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What a Difference a New Guitar Player Makes


DanL

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We recently had to make the hard decision to replace our guitar player. It was hard because he was a great guy. He showed up on time, learned his parts for the most part, and fit in well with the band personality wise. He had some problems that we finally decided we'd had enough of. His gear was unreliable- but I don't think it was the gear, I think he didn't understand how to work it- what order to chain effects together, things like that. He'd always say "I'm having power problems", when in reality, if there were power problems in the venue, I'd be the one most effected, with my keys.

 

He could not remember song names. We had to give songs nicknames for him, like Chicken song for Chaka Khan's "You Got the Love". Even with that, he'd draw blanks on them, which was not good at a gig when the drummer would start a song and he would come in next, and stand there with his deer in the headlights look, not having a clue as to what song it was. We had figured that once we started gigging, this would go away, as the repetition of playing them would ingrain them in his head. Wrong. 3 gigs in a row, he blew the intro to "Who Knew" by Pink. Instead of vamping on the 1st 2 changes until the singer came in, he got it fixed in his mind that he had to go thru the whole chord progression. So when she came in singing where she should, he'd be onto the 2nd part of the song, not adjust, and just plow thru, causing her to stop, which is very noticeable to the crowd. Keep in mind, we have played that song EVERY gig for the last year. Then, on the 4th gig, he did it right, like a switch clicked.

 

He'd forget where his solos were, and then he'd solo where he wasn't supposed to- usually on a bass/drum breakdown so he'd start a solo and then stop, making an obvious mistake.

 

We finally got tired of babysitting him- always worrying about what he was doing was causing the rest of us to start making errors in our own parts, and it had to stop.

 

Our singer had her tonsils out at the beginning of June, and we had a 3 weeek break, so we decided to make a move. I made some calls, did the Craigslist thing, and we had some responses but nothing great. I made a call to a bass player I knew, he said, yeah, I know a guy- even if he can't do the gig, he probably knows someone. So I call the guy up, we hit it off on the phone, I tell him what we're doing, he says sure, I'll give it a try. He's done pretty much everything- session work, toured all over the place, been on stage with some pretty big names, can play everything from jazz to shred, classical to country. We have him down for an interview, he fits in well with the band personality wise. We give him the set list, and say, learn as much as you can by next Wednesday.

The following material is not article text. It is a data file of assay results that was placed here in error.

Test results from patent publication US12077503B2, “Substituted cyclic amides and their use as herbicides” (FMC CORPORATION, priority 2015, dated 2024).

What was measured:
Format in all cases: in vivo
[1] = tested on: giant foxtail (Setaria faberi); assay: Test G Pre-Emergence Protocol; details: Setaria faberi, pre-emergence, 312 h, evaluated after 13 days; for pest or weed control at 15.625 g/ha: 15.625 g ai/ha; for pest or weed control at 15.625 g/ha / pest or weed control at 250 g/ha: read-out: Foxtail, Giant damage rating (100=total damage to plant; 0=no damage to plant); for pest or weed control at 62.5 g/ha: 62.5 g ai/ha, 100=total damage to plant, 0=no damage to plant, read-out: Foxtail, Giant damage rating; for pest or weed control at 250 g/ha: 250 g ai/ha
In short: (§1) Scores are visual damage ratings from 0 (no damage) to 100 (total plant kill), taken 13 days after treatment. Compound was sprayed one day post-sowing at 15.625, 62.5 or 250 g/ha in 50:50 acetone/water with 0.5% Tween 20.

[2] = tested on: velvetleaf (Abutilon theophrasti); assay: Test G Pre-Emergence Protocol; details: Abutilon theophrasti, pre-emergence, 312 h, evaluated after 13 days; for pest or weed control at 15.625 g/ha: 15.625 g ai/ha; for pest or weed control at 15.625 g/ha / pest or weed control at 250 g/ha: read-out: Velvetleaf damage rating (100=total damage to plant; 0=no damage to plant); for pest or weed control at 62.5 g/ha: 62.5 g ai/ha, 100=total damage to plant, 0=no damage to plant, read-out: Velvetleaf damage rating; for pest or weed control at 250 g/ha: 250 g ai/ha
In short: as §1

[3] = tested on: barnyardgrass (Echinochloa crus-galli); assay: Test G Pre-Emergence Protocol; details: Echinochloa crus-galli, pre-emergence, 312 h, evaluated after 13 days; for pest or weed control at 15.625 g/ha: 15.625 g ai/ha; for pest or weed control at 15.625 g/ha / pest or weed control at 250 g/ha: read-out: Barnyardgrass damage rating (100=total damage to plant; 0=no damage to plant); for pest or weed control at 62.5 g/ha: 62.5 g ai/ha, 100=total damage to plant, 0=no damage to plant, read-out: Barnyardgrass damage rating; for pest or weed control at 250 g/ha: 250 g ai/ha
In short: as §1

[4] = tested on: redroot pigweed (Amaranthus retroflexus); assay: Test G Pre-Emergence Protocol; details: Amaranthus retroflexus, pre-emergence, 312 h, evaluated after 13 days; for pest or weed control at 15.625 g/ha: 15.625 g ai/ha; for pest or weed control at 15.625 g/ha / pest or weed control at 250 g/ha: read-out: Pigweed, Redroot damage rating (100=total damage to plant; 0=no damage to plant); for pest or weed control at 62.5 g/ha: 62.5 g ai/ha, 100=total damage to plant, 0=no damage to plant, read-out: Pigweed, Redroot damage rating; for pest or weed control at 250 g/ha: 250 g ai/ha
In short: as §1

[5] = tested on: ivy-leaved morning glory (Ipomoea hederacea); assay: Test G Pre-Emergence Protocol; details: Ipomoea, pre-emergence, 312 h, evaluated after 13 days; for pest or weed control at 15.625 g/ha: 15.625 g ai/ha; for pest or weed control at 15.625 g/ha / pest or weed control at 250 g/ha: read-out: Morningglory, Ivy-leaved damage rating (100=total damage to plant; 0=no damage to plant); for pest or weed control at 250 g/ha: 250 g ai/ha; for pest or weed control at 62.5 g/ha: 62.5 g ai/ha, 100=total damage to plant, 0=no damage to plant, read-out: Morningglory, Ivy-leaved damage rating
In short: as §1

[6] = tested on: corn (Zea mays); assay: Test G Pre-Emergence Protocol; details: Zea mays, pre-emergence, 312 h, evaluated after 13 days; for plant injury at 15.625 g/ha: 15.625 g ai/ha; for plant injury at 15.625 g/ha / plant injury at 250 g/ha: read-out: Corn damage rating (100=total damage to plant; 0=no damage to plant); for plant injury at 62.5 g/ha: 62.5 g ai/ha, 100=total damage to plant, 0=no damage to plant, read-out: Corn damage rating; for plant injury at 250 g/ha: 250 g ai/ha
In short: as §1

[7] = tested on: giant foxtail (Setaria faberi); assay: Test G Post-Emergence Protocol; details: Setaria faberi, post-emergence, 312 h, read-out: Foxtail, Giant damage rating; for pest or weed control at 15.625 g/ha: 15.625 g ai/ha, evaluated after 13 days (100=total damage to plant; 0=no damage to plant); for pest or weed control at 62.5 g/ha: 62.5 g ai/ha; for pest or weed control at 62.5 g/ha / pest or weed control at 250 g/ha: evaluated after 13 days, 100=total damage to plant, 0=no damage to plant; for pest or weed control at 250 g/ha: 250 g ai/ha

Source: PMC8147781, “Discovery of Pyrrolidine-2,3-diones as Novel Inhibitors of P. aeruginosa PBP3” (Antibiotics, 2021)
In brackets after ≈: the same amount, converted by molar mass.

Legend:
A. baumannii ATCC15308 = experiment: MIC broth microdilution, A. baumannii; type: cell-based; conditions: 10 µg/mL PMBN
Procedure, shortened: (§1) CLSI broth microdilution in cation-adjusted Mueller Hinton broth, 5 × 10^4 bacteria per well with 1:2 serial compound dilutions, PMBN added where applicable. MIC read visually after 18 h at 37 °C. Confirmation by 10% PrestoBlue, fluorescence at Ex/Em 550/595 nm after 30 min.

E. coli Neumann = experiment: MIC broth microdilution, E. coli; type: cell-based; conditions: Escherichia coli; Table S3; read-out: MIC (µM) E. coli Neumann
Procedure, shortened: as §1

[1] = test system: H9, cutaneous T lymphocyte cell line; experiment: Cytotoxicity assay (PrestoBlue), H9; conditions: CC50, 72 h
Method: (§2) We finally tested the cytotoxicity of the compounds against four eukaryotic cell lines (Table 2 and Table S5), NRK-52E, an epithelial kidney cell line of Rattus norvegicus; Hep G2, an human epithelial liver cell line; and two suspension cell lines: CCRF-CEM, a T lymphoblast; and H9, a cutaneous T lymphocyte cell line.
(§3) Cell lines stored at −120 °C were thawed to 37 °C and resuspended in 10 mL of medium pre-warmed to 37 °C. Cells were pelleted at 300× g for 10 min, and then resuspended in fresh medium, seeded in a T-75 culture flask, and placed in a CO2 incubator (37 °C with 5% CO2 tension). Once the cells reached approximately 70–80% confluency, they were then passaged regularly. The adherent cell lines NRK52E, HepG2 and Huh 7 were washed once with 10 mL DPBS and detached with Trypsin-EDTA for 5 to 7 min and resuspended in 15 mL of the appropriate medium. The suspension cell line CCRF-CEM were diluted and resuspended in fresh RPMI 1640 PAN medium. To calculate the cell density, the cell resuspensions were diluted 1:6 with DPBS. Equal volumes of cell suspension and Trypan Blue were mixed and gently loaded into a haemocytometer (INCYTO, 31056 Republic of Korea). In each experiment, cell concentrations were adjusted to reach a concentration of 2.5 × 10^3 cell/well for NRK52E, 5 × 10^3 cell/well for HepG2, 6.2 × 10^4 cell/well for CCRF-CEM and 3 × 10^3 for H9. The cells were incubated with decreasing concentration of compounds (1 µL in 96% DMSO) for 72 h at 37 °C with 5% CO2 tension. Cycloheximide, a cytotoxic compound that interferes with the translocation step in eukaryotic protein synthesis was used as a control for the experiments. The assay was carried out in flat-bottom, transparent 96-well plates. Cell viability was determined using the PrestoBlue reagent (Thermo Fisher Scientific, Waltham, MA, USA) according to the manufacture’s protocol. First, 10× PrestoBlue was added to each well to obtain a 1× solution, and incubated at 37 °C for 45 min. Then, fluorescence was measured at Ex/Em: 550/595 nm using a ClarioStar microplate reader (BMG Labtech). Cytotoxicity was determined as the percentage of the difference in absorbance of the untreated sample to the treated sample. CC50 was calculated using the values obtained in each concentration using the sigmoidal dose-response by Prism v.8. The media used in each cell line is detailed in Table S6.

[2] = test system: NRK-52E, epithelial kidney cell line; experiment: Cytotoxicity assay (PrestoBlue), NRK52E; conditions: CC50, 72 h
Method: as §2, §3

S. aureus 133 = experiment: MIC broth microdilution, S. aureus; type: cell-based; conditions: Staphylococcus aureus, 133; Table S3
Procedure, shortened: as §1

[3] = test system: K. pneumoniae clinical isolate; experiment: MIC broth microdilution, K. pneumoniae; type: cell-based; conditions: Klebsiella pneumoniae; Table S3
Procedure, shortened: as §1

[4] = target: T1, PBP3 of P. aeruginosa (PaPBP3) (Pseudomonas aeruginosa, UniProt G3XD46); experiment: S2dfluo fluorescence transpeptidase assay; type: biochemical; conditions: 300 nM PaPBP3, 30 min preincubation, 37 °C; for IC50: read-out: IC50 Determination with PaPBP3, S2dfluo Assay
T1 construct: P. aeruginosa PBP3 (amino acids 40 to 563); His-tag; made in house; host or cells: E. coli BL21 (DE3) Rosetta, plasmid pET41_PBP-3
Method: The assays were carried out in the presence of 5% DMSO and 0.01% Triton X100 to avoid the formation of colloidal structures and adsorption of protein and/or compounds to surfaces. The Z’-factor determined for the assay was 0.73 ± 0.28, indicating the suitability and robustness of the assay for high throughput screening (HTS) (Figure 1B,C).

He comes in and has the entire list learned. We did 2 rehearsals, and played a gig last night that was the best we ever sounded. I can't imagine how good it's going to be in another 2 months when he's really dialed in to the arrangements and the subtle things the band does that makes it sound really tight.

 

It was hard to get rid of the other guy but he had so many issues and shortcomings, as good of a person he was, he was holding the band down. I was a pleasure to share the stage with someone who is a consummate pro last night!

Live: Korg Kronos 2 88, Nord Electro 5d Nord Lead A1

Toys: Roland FA08, Novation Ultranova, Moog LP, Roland SP-404SX, Roland JX10,Emu MK6

www.bksband.com

www.echoesrocks.com

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Oh, happened to me on multiple occasions - having to replace a bandmember for lack of skill, despite good personal relashionship, even friendship. People gotta understand - busyness is busyness.

Stage: MOX6, V-machine, and Roland AX7

Rolls PM351 for IEMs.

Home/recording: Roland FP4, a few guitars

 

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Im not sure in this case if it's entirely a lack of skill. This smacks of some type of cognitive processing deficit (e.g., a learning disability) that may be beyond his control. The good news is that these things are mostly treatable, often dealing with the way the brain "encodes" information. Similarly, some of his "executive brain functions" (e.g., the ability of the brain to organize information) may be compromised.

 

Many folks with learning disabilities/ADD/ADHD (and the anxiety and/or depression that often runs with these) have gone on to attain advanced degrees; I know of one person that fits this description, a former colleague at Purdue University. I believe Albert Einstein is even rumored to have had an LD.